The gene for prolyl-4-hydroxylase alpha 2 increased progressively (see Proteoglycans and other matrix components in Table Table1),1), an observation consistent with requirement of this subunit for the hydroxylation of prolyl residues during the synthesis of collagens (17). The gene for BMP-2 peaked with a 10-fold increase on day 7 (see TGF-beta superfamily in Table Table1),1), an observation consistent with the role of BMPs in cartilage differentiation. Expression of the gene for PTH/PTHrP receptor (PTHrP-R) also increased progressively so that, by day 21, it was about 130-fold higher than its initial value (see Hedgehog-related in Table Table11).

Confirmations by RT-PCR Assays.

RT-PCR assays (Fig. (Fig.3)3) of parallel samples were consistent with the microarray data. The expression of COL2A1, COL10A1, and COMP increased progressively beginning on about day 7. The mRNA for the link protein of large proteoglycans, an mRNA that was not present on the microarray, was expressed on day 0 and decreased on day 1, and then it increased progressively. As indicated by the microarray data, SOX4 increased markedly on day 1 and then decreased progressively. SOX5, SOX6, and SOX9 were expressed at later stages. The data were also in agreement with the microarray assays in that there was a decrease in the level of SOX9 between day 7 and day 14. The gene for PTHrP was expressed at high levels on day 0 and then decreased progressively as the gene for the receptor increased. Also, consistent with the microarray data, the gene for BMP-2 increased to day 7 and then decreased slightly on days 14 and 21. Expression of BMP-6, a gene not assayed on the microarray, peaked on day 1 and then was expressed at a lower level throughout the time course.

Figure 3
Time sequence of gene expression assayed by RT-PCR. RT-PCR was used to further verify the data from the microarray (COL2A1, COL10A1, COMP, SOX4, SOX5, SOX9, PTHrP-R, BMP-2) and to examine the expression of genes that were not on microarray chip (link ...

Time Course for Expression of Other Genes of Interest.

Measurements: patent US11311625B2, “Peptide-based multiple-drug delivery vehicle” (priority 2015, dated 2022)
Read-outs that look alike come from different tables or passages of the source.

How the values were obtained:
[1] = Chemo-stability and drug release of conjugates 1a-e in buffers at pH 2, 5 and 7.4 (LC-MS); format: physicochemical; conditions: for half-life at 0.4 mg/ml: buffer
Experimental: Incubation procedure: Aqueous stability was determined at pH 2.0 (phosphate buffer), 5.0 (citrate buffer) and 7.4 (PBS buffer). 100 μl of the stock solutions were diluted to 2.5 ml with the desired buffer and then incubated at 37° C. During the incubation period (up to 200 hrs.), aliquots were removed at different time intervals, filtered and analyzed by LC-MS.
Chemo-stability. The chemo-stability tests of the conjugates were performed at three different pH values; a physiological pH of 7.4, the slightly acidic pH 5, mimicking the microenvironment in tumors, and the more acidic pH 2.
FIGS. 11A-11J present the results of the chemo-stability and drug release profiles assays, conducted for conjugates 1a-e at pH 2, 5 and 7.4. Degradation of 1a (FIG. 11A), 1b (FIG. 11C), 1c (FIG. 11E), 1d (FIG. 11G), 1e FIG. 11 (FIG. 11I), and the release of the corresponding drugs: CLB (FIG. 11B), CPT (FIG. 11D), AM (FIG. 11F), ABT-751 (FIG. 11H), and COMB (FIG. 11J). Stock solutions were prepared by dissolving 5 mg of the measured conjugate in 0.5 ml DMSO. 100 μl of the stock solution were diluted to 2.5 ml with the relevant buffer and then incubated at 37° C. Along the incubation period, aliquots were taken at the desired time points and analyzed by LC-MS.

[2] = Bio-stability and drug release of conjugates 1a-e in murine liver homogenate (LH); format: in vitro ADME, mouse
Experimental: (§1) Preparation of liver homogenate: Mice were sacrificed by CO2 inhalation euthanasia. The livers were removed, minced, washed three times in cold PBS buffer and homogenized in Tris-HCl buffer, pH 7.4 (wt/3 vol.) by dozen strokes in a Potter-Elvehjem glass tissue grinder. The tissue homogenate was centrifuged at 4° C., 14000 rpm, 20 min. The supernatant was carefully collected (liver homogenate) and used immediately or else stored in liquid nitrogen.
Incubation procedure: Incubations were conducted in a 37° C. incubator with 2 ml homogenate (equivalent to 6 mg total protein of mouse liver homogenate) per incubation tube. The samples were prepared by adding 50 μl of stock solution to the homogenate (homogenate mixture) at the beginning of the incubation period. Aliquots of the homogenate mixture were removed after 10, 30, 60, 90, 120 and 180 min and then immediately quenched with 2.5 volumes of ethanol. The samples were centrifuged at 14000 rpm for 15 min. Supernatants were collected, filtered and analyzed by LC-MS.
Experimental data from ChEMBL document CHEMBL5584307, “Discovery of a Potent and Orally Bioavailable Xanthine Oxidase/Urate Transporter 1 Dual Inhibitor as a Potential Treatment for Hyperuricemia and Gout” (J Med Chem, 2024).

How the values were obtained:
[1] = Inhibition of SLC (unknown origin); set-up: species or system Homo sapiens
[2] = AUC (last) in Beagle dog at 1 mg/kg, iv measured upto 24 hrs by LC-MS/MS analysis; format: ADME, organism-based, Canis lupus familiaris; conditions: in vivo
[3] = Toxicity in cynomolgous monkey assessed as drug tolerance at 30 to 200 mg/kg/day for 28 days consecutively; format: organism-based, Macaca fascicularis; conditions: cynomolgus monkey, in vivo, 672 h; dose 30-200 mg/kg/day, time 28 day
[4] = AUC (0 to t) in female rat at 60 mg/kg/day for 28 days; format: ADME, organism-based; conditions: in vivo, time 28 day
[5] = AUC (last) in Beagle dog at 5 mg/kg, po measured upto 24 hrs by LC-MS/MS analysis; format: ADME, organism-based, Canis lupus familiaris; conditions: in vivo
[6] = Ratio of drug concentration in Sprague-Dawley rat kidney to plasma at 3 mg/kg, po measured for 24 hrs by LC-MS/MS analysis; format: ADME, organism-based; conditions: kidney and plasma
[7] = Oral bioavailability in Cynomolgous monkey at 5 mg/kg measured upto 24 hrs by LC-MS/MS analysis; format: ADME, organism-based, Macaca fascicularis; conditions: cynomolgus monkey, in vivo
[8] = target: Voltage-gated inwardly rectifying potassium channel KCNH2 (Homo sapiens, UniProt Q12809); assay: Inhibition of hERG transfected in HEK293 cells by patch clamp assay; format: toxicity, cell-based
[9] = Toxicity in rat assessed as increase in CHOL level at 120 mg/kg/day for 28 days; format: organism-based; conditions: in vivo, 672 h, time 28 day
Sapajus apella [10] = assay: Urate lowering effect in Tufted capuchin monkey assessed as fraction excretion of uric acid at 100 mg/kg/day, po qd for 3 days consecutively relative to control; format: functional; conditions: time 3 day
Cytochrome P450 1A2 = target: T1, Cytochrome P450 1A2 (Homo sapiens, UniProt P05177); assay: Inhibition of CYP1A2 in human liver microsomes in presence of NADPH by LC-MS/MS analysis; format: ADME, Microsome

Further examination of the microarray data are shown in Table Table1,1, which presents genes whose expression altered 5-fold or greater. COL3A1, a fibril-forming collagen, and COL16A1, a FACIT collagen, peaked on day 14. The data for proteoglycans and related matrix components indicated that, in addition to the marked increases in the expression of genes for aggrecan, COMP, and matrilin-3 (Fig. (Fig.3),3), there were large increases in dermatopontin, fibromodulin, osteomodulin, lumican, chondroadherin, sialoprotein precursor, keratin type 16, proline arginine-rich end leucine-rich repeat protein (PRELP), extracellular matrix protein 2 (ECM2), aggrecan core protein, chondromodulin-1 precursor, ECM1, dermatan sulfate proteoglycan 3, and matrilin-2 precursor.

Among HOX genes, HOXA7, which is expressed in prevertebrae from T3 to T13 at 12.5 p.c (18), increased 5-fold on day 14. Among hedgehog and related genes, Indian hedgehog (IHH) and its receptor, patched, peaked on day 21. Among WNT related genes, there was a progressive increase in WNT11, which is expressed in perichondrium of the developing skeleton (19), a progressive decrease in a frizzled-2, which had been reported to be expressed in fetal kidney and lung, and in adult colon and ovary (20). Among other transcription factors, there were marked increases in forkhead, which is required for skeletal tissue development and regulated by BMPs (21); hDIP, which is a potential transcriptional regulator related to murine TSC-22 and Drosophila shortsighted (22); prostaglandin D2, which functions as a neuromodulator and/or trophic factor in the central nervous system (23); G0S8, which is a basic helix-loop-helix phosphoprotein gene and represents a common consequence of dysregulated growth (24); and BAPX1, which is a homeobox gene and plays a critical role in embryonic development of the axial skeleton and spleen (25).